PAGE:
Charles Babington takes a critical look at the presidential aspirations of Senate Majority Leader Bill Frist in today’s Washington Post. While Frist has never come out as a contender for 2008, his candidacy has been widely expected, and earlier he seemed to have an inside track to frontrunner status thanks to his high profile and the success of extending the GOP majority after the last election.
Unfortunately for Frist, a series of miscalculations and apparent reversals have left that reputation in tatters, to the point where Frist now has the reputation as lacking in either ability or enthusiasm for political battle. That reputation will likely sink Frist’s ambitions for higher office, Babington writes:
By noon last Tuesday, Senate Majority Leader Bill Frist seemed done with John R. Bolton’s nomination to be U.N. ambassador. Bustling from the Capitol to have lunch with President Bush, he told reporters he planned no further votes to try to end the Democrats’ long-running filibuster of the embattled nominee.
But after his presidential chat, Frist announced he would keep trying, prompting newspaper headlines such as “Frist Reverses Himself,” which his staff called unfair.
The next day, the Tennessee surgeon-turned-politician again seemed to wash his hands of Bolton. “It’s really between the White House and Chris Dodd and Joe Biden,” he said, naming two senior Democratic senators. At 11 p.m., however, he was working the phones, successfully urging another conversation between Biden and White House Chief of Staff Andrew H. Card Jr. But the late-night Biden-Card call did not resolve a dispute over documents at the heart of the Bolton impasse, and Frist had little to show for his work but negative news reports and political headaches.
The Bolton double-180 raised eyebrows among the GOP, even those who don’t necessarily hold much of a portfolio for the Bolton nomination. The main job of the Majority Leader is to make sure that the caucus gets a clear message and strategy on legislative and executive efforts. For a couple of days, it looked like Frist couldn’t even decide that for himself, and a frustrated White House had to get the wires uncrossed twice in order to continue the pressure on Democrats to stop their filibuster.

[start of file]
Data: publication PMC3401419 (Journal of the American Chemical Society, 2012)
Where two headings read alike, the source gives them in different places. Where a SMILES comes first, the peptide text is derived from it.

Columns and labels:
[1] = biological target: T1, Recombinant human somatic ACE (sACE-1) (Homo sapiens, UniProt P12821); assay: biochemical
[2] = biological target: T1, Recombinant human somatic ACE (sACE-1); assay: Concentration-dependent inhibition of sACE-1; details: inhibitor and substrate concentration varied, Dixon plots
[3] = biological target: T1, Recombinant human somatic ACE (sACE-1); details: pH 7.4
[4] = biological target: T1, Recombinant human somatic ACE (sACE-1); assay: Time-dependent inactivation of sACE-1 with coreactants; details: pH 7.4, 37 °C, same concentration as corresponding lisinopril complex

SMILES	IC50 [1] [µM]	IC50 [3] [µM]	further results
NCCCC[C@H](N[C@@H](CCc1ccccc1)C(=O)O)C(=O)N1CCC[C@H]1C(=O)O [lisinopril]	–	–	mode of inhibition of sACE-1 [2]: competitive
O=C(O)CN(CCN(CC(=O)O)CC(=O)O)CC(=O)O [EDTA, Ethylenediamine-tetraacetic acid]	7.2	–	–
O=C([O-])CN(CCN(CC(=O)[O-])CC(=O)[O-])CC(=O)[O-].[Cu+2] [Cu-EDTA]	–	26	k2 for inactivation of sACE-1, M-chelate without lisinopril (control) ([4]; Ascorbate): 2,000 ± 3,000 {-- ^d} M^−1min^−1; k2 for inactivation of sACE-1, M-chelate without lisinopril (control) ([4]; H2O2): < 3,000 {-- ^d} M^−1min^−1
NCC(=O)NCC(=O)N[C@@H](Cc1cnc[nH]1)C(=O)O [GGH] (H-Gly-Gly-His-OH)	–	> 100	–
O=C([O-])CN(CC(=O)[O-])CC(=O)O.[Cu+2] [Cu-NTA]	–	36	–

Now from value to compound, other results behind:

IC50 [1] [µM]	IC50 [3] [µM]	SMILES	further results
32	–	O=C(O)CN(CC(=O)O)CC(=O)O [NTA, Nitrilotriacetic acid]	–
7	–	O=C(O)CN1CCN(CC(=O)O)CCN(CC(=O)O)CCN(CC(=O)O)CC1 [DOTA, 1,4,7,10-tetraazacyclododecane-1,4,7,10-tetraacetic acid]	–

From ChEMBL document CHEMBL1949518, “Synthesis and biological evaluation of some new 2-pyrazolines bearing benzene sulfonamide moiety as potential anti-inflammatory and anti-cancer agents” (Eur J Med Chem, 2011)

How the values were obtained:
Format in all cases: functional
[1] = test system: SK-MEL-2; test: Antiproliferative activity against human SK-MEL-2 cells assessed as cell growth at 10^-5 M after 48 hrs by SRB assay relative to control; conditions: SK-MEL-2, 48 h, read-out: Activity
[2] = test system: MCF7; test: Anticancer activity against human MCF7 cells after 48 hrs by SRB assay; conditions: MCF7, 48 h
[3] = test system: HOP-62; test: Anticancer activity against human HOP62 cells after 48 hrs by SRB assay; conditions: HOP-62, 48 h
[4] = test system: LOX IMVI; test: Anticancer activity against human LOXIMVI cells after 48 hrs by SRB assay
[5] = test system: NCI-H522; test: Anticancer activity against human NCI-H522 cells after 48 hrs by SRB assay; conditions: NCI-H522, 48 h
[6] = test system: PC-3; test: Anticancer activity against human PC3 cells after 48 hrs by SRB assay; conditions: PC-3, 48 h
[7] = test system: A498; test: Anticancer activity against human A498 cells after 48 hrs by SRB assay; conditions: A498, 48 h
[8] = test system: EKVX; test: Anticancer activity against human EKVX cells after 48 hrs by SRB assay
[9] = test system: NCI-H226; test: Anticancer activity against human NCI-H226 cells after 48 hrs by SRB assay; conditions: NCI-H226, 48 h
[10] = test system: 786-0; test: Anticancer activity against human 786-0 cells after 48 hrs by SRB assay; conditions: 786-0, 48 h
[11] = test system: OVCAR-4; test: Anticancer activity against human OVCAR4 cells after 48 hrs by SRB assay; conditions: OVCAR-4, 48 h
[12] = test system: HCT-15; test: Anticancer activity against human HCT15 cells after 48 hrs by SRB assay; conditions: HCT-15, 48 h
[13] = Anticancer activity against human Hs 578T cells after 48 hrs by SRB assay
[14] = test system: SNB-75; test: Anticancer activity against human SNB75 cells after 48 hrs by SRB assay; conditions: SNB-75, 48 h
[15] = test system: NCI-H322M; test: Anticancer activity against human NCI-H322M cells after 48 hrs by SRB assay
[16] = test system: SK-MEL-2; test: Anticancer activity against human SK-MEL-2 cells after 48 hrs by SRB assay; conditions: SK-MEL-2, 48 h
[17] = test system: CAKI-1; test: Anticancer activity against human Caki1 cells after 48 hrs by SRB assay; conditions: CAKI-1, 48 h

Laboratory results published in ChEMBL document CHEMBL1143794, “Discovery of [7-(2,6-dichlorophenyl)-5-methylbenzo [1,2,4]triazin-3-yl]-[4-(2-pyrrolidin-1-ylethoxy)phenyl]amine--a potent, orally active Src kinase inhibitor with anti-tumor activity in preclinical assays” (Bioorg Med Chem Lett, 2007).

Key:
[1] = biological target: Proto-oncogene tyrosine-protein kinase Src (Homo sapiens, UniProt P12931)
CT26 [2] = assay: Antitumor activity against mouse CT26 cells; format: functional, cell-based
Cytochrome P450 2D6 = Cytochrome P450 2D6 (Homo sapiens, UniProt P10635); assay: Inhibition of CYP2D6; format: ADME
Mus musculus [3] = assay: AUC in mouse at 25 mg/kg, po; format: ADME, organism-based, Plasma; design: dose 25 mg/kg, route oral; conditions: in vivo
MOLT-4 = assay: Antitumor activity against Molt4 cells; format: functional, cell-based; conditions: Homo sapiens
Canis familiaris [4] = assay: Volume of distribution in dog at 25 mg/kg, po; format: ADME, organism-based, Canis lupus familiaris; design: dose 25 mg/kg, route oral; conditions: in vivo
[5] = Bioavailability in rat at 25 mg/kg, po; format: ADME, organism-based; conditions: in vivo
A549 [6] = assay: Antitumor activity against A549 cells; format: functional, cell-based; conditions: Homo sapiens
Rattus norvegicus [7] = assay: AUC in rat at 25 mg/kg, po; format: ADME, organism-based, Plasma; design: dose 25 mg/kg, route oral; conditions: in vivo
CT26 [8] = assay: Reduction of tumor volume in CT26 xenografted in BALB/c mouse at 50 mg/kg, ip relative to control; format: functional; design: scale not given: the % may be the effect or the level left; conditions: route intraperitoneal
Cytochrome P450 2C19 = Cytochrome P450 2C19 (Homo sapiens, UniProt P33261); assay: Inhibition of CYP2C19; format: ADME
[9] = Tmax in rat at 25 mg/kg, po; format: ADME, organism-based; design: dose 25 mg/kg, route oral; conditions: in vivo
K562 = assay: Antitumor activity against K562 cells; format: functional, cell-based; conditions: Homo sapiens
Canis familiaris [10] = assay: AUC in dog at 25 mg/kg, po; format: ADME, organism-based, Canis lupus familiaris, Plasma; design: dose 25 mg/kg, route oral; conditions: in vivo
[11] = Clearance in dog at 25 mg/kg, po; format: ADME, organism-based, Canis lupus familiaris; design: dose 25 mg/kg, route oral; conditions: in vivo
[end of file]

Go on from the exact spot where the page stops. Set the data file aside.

The same wishy-washiness showed itself in the battle over judicial nominations. Frist miscalculated the depth of Harry Reid’s conviction to continue the obstructionism of his predecessor, even after the historic — and embarrassing — spectacle of the Senate holding up the Electoral College vote just to regale the country with tales of GOP vote suppression that their own study later showed never took place. When the Democrats insisted on debating Condoleezza Rice’s confirmation for Secretary of State in order for Mark Dayton to call her a “liar”, Frist should have known at that time that Reid had selected executive-branch confirmations as his battleground, and reacted accordingingly with the Byrd option in January.
Instead, Frist dithered for months, and only pressed the issue when the rank and file lost patience with Frist sitting on what had been billed as the top domestic priority for the Senate. That lack of fortitude does not play well as a quality for an executive. People want to see decisiveness, insight, and the passion to fight for one’s agenda in their leadership. The last thing that the GOP wants in the White House is a man who will get rolled by the opposition, especially when the GOP holds the majority and most of the political cards in the deck.
Put simply, when Frist had all of the advantages that could possibly accrue to a Majority Leader, he has failed to deliver on the agenda. That alone should disqualify him from serious consideration in 2008 for the Presidency. In the meantime, we all hope he quickly improves his performance in his current position, or the GOP will need to give someone else a tryout in his place.